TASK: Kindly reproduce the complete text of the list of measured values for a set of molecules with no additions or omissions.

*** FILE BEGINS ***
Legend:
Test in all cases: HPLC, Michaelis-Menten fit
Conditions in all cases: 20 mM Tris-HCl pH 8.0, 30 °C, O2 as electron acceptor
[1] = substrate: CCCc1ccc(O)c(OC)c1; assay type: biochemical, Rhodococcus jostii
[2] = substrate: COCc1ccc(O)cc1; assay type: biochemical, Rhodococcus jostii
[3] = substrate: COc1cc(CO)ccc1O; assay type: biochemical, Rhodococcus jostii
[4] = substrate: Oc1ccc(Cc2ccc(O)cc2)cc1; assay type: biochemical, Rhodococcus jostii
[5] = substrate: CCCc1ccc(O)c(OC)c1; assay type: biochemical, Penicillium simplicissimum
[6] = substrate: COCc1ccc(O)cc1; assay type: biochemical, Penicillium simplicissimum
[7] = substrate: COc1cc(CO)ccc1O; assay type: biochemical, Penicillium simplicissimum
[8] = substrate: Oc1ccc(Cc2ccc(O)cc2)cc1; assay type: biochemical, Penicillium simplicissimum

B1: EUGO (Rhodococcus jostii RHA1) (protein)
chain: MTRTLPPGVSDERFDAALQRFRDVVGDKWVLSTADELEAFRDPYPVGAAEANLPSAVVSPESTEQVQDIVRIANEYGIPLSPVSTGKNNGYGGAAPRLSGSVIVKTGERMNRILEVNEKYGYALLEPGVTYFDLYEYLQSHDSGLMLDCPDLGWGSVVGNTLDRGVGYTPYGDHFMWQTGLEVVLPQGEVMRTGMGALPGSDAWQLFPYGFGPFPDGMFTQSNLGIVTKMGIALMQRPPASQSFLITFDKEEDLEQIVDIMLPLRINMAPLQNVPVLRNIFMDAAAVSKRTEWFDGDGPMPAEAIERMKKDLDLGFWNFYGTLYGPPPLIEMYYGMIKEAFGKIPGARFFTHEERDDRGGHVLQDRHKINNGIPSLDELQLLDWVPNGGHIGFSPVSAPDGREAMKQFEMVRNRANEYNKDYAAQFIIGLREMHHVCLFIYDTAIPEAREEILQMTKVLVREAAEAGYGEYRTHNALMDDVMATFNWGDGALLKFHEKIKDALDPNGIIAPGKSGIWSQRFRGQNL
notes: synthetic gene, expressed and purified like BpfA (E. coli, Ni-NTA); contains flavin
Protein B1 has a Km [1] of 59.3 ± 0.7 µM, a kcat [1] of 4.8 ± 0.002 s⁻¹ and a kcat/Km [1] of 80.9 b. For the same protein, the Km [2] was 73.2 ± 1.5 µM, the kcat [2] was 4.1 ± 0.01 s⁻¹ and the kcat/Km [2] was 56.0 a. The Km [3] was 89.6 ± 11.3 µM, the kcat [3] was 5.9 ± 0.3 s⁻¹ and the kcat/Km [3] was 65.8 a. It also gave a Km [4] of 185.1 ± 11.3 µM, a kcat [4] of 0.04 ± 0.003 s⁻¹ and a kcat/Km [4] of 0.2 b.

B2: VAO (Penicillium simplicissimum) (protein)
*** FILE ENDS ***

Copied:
Legend:
Test in all cases: HPLC, Michaelis-Menten fit
Conditions in all cases: 20 mM Tris-HCl pH 8.0, 30 °C, O2 as electron acceptor
[1] = substrate: CCCc1ccc(O)c(OC)c1; assay type: biochemical, Rhodococcus jostii
[2] = substrate: COCc1ccc(O)cc1; assay type: biochemical, Rhodococcus jostii
[3] = substrate: COc1cc(CO)ccc1O; assay type: biochemical, Rhodococcus jostii
[4] = substrate: Oc1ccc(Cc2ccc(O)cc2)cc1; assay type: biochemical, Rhodococcus jostii
[5] = substrate: CCCc1ccc(O)c(OC)c1; assay type: biochemical, Penicillium simplicissimum
[6] = substrate: COCc1ccc(O)cc1; assay type: biochemical, Penicillium simplicissimum
[7] = substrate: COc1cc(CO)ccc1O; assay type: biochemical, Penicillium simplicissimum
[8] = substrate: Oc1ccc(Cc2ccc(O)cc2)cc1; assay type: biochemical, Penicillium simplicissimum

B1: EUGO (Rhodococcus jostii RHA1) (protein)
chain: MTRTLPPGVSDERFDAALQRFRDVVGDKWVLSTADELEAFRDPYPVGAAEANLPSAVVSPESTEQVQDIVRIANEYGIPLSPVSTGKNNGYGGAAPRLSGSVIVKTGERMNRILEVNEKYGYALLEPGVTYFDLYEYLQSHDSGLMLDCPDLGWGSVVGNTLDRGVGYTPYGDHFMWQTGLEVVLPQGEVMRTGMGALPGSDAWQLFPYGFGPFPDGMFTQSNLGIVTKMGIALMQRPPASQSFLITFDKEEDLEQIVDIMLPLRINMAPLQNVPVLRNIFMDAAAVSKRTEWFDGDGPMPAEAIERMKKDLDLGFWNFYGTLYGPPPLIEMYYGMIKEAFGKIPGARFFTHEERDDRGGHVLQDRHKINNGIPSLDELQLLDWVPNGGHIGFSPVSAPDGREAMKQFEMVRNRANEYNKDYAAQFIIGLREMHHVCLFIYDTAIPEAREEILQMTKVLVREAAEAGYGEYRTHNALMDDVMATFNWGDGALLKFHEKIKDALDPNGIIAPGKSGIWSQRFRGQNL
notes: synthetic gene, expressed and purified like BpfA (E. coli, Ni-NTA); contains flavin
Protein B1 has a Km [1] of 59.3 ± 0.7 µM, a kcat [1] of 4.8 ± 0.002 s⁻¹ and a kcat/Km [1] of 80.9 b. For the same protein, the Km [2] was 73.2 ± 1.5 µM, the kcat [2] was 4.1 ± 0.01 s⁻¹ and the kcat/Km [2] was 56.0 a. The Km [3] was 89.6 ± 11.3 µM, the kcat [3] was 5.9 ± 0.3 s⁻¹ and the kcat/Km [3] was 65.8 a. It also gave a Km [4] of 185.1 ± 11.3 µM, a kcat [4] of 0.04 ± 0.003 s⁻¹ and a kcat/Km [4] of 0.2 b.

B2: VAO (Penicillium simplicissimum) (protein)